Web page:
In the Episcopal Church, we understand Christian formation to mean lifelong process of growing in relationship with God, self, and others, and all creation, becoming transformed into the people God want us to be.
Lifelong Christian formation describes the many processes by which we live into the Baptismal Covenant. It encompasses a broad set of activities, supported by a rich array of communities and institutions, serving people from cradle to grave. We are formed through knowledge, service, and love of God, as followers of Christ.
Grounded in Scripture, Tradition and Reason, the Charter for Lifelong Christian Formation is divided into three sections. Each describes how we, as a church, are called to Invite, Inspire, and Transform the lives of the people in the communities in which we live. Our faith calls us as individuals and as a community to respond to the promises made in our Baptismal vows; to do so means to take action, and together, respond to Christ’s command that we love one another.
I have called you friends, because I have made know to you everything that I have heard from my Father. John 15
You did not choose me, but I chose you and appointed you to go and bear fruit. John 16
I am giving you these commands that you may love one another. John 17
The Charter for Lifelong Christian Formation was adopted at the 2009 General Convention of the Episcopal Church, and has become a focus of discussion across the Episcopal Church. The 2011 Convocation Convention affirmed the Charter, and called on all congregations to send formation leaders — current and future — to Academy conferences for training in methods and strategies for implementing the Charter on the parish level.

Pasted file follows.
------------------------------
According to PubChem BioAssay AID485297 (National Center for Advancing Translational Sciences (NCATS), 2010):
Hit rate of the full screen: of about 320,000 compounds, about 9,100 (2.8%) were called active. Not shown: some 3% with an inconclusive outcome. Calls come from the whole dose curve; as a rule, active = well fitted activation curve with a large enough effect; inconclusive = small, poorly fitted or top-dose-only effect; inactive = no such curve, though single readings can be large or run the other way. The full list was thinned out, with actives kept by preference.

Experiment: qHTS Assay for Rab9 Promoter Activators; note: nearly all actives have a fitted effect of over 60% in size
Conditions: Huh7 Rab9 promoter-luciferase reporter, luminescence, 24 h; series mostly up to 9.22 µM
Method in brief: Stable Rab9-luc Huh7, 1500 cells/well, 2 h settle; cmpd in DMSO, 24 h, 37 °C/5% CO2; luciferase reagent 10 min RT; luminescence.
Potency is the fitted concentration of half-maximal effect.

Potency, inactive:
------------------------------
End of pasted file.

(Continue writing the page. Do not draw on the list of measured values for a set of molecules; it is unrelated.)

Lifelong Christian formation is a foundational and integral process by which we build the church…[a church that grows] in numbers and health when supported by leaders who know their identity in Christ, and who are able to access their tradition for the purposes of living out the Gospel.
- Read The Charter for Lifelong Christian Formation
- What’s New in Ministry, Education & Formation since the 1967 Report on the Special Committee for Theological Education
- The Historical Context: Theological Education and Christian Formation in the Episcopal Church
Current links to historical documents courtesy of Sharon Ely Pearson.